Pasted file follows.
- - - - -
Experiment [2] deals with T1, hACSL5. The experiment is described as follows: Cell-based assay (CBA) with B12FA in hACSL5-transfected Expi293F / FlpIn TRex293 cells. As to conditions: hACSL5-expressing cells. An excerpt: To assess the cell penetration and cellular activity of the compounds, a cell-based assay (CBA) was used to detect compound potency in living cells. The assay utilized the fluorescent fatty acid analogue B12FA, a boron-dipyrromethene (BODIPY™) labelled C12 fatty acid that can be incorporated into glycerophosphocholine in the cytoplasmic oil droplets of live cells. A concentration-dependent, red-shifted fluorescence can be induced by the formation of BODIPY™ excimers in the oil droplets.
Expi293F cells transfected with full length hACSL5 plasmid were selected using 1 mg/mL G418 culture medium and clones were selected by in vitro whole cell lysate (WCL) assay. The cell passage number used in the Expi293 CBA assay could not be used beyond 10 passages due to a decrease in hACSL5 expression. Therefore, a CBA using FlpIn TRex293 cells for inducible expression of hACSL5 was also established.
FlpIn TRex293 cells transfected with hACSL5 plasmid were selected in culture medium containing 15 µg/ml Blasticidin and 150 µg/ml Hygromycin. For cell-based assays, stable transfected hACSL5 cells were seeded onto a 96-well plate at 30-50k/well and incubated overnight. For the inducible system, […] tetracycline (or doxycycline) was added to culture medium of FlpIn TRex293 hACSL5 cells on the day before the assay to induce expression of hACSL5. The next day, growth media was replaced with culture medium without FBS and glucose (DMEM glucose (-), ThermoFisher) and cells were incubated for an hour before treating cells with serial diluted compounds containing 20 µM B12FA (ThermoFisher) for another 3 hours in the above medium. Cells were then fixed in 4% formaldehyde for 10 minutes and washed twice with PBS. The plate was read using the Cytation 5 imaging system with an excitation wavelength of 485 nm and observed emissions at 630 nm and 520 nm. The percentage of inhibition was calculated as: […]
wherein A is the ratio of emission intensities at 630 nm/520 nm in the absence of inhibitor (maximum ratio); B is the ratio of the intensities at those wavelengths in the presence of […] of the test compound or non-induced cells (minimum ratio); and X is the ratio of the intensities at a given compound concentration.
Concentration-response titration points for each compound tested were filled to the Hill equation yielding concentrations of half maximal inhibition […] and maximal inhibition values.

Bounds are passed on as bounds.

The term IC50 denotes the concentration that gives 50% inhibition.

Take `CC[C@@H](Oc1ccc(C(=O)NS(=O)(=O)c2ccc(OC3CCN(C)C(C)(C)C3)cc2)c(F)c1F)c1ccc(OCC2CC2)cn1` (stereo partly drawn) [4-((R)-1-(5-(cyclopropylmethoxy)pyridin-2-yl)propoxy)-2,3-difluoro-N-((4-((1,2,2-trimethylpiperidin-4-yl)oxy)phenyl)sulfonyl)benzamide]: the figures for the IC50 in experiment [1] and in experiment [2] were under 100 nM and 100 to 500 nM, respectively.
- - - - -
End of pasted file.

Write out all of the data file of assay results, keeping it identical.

Experiment [2] deals with T1, hACSL5. The experiment is described as follows: Cell-based assay (CBA) with B12FA in hACSL5-transfected Expi293F / FlpIn TRex293 cells. As to conditions: hACSL5-expressing cells. An excerpt: To assess the cell penetration and cellular activity of the compounds, a cell-based assay (CBA) was used to detect compound potency in living cells. The assay utilized the fluorescent fatty acid analogue B12FA, a boron-dipyrromethene (BODIPY™) labelled C12 fatty acid that can be incorporated into glycerophosphocholine in the cytoplasmic oil droplets of live cells. A concentration-dependent, red-shifted fluorescence can be induced by the formation of BODIPY™ excimers in the oil droplets.
Expi293F cells transfected with full length hACSL5 plasmid were selected using 1 mg/mL G418 culture medium and clones were selected by in vitro whole cell lysate (WCL) assay. The cell passage number used in the Expi293 CBA assay could not be used beyond 10 passages due to a decrease in hACSL5 expression. Therefore, a CBA using FlpIn TRex293 cells for inducible expression of hACSL5 was also established.
FlpIn TRex293 cells transfected with hACSL5 plasmid were selected in culture medium containing 15 µg/ml Blasticidin and 150 µg/ml Hygromycin. For cell-based assays, stable transfected hACSL5 cells were seeded onto a 96-well plate at 30-50k/well and incubated overnight. For the inducible system, […] tetracycline (or doxycycline) was added to culture medium of FlpIn TRex293 hACSL5 cells on the day before the assay to induce expression of hACSL5. The next day, growth media was replaced with culture medium without FBS and glucose (DMEM glucose (-), ThermoFisher) and cells were incubated for an hour before treating cells with serial diluted compounds containing 20 µM B12FA (ThermoFisher) for another 3 hours in the above medium. Cells were then fixed in 4% formaldehyde for 10 minutes and washed twice with PBS. The plate was read using the Cytation 5 imaging system with an excitation wavelength of 485 nm and observed emissions at 630 nm and 520 nm. The percentage of inhibition was calculated as: […]
wherein A is the ratio of emission intensities at 630 nm/520 nm in the absence of inhibitor (maximum ratio); B is the ratio of the intensities at those wavelengths in the presence of […] of the test compound or non-induced cells (minimum ratio); and X is the ratio of the intensities at a given compound concentration.
Concentration-response titration points for each compound tested were filled to the Hill equation yielding concentrations of half maximal inhibition […] and maximal inhibition values.

Bounds are passed on as bounds.

The term IC50 denotes the concentration that gives 50% inhibition.

Take `CC[C@@H](Oc1ccc(C(=O)NS(=O)(=O)c2ccc(OC3CCN(C)C(C)(C)C3)cc2)c(F)c1F)c1ccc(OCC2CC2)cn1` (stereo partly drawn) [4-((R)-1-(5-(cyclopropylmethoxy)pyridin-2-yl)propoxy)-2,3-difluoro-N-((4-((1,2,2-trimethylpiperidin-4-yl)oxy)phenyl)sulfonyl)benzamide]: the figures for the IC50 in experiment [1] and in experiment [2] were under 100 nM and 100 to 500 nM, respectively.